US rebuffs Pakistan on civil nuclear deal

Washington: With news just beginning to circulate that United States president Barack Obama will likely meet both Indian prime minister Manmohan Singh and his Pakistani counterpart Yousuf Raza Gilani on the sidelines of the upcoming nuclear summit, the White House has dealt a public slap on the wrists to Pakistan making it clear that a civil nuclear deal with this embattled country, along the lines of the one with India, was not on the cards. The rebuff was swiftly administered after a statement from the Pakistani premier asserted that his nation qualified for such a deal as it had put in place required security and non-proliferation measures.

"We are focused on Pakistan's energy needs, but, as we said last week, right now that does not include civilian nuclear energy," assistant secretary of state for public affairs, PJ Crowley, told reporters.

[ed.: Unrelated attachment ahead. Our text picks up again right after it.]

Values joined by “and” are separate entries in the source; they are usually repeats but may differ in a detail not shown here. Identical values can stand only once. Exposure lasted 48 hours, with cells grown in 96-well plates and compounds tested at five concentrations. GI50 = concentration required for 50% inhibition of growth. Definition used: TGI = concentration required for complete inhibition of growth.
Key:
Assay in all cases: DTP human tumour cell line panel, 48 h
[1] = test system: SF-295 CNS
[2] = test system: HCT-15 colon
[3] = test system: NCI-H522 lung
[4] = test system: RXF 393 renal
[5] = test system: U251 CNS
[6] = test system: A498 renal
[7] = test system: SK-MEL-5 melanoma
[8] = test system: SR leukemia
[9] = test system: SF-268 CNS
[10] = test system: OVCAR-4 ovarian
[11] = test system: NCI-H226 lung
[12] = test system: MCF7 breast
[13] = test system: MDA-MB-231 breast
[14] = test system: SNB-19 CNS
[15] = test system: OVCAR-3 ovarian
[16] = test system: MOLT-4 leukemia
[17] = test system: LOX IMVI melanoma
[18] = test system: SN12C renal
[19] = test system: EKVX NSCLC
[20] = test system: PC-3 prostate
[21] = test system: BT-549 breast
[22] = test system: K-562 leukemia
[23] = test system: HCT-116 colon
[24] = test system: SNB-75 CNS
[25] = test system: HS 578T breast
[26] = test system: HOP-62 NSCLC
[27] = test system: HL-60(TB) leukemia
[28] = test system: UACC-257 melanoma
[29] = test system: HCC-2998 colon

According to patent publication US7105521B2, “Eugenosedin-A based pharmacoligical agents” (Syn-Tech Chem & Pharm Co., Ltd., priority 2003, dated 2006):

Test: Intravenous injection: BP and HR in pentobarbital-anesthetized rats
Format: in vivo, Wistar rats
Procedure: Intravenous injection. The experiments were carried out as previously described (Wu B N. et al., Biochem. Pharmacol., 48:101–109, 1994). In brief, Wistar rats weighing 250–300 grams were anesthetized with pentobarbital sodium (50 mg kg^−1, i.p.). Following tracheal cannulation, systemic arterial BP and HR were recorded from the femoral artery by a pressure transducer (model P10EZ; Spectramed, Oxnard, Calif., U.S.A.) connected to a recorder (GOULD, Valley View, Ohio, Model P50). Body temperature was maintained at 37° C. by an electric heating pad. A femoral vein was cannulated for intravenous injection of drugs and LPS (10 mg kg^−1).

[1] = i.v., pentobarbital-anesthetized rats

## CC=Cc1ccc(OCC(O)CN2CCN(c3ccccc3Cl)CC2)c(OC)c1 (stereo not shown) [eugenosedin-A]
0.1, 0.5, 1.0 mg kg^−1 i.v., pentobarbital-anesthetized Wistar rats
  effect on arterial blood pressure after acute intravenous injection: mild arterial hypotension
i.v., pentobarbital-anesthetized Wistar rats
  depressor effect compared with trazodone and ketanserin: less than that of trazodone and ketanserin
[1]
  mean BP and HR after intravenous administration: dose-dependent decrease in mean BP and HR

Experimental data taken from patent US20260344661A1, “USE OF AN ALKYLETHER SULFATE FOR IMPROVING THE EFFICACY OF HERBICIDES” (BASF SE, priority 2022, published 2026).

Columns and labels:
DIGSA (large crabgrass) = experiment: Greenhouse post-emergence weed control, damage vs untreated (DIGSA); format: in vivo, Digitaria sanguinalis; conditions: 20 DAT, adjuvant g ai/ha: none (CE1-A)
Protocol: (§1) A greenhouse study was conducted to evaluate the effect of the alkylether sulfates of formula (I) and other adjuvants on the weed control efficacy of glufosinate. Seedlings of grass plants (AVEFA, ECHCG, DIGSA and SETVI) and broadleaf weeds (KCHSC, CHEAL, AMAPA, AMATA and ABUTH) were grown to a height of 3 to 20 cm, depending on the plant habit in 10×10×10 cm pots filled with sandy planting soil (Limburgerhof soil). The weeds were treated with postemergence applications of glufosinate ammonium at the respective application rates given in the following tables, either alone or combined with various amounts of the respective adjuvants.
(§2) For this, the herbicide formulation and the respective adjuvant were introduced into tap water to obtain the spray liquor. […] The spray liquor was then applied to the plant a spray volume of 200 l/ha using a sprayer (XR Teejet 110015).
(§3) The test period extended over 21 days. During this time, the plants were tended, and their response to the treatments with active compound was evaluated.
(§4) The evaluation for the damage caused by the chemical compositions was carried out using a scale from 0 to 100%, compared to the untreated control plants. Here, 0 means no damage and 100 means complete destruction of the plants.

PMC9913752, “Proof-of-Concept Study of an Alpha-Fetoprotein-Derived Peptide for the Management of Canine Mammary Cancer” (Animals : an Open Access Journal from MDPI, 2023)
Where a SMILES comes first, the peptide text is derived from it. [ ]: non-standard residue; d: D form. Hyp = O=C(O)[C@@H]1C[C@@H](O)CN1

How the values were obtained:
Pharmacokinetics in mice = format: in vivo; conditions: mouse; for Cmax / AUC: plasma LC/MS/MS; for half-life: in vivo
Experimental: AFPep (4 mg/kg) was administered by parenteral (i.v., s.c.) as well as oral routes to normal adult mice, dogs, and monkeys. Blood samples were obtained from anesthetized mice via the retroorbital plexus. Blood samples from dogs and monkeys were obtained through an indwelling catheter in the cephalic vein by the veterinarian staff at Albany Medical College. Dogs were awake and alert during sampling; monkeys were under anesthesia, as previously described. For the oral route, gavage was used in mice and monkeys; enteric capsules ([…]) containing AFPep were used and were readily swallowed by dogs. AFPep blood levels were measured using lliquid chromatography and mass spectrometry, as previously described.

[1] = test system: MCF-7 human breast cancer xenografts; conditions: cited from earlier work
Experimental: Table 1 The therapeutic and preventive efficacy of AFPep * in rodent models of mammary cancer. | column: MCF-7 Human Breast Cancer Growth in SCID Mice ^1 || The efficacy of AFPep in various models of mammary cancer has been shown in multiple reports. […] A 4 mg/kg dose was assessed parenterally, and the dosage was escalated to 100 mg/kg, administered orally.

While chairing a special meeting of a parliamentary committee on national security in Islamabad, premier Gilani said Pakistan "fully qualifies" for such a deal as it had put in place effective security and non-proliferation measures.

Pakistani nuclear complex

A "well established, foolproof safety and security culture fully qualifies Pakistan for equal participation in civil nuclear cooperation at the international level, which would help us in addressing our immediate energy problems and would bring greater stability as well," Gilani told the meet.

Crowley stressed that the US had full confidence in the safety and security of nuclear weapons in Pakistan. "I think various US leaders have expressed confidence in the security of the Pakistani weapons. I'm not going to go any further than that," he said.

Earlier, last month, a high-level Pakistani delegation led by the country's foreign minister Shah Mehmood Qureshi visited Washington to launch the US-Pak Strategic Dialogue and made public its desire to wrest a civil nuclear accord with the US along the same lines as that with India. The Obama administration gave the Pakistani delegation a patient hearing without committing itself one way or the other.

The message from Washington, though, was clear that such a deal was too premature to consider with secretary of state Hillary Clinton pointing out that the deal with India was made possible only after years of strategic dialogue.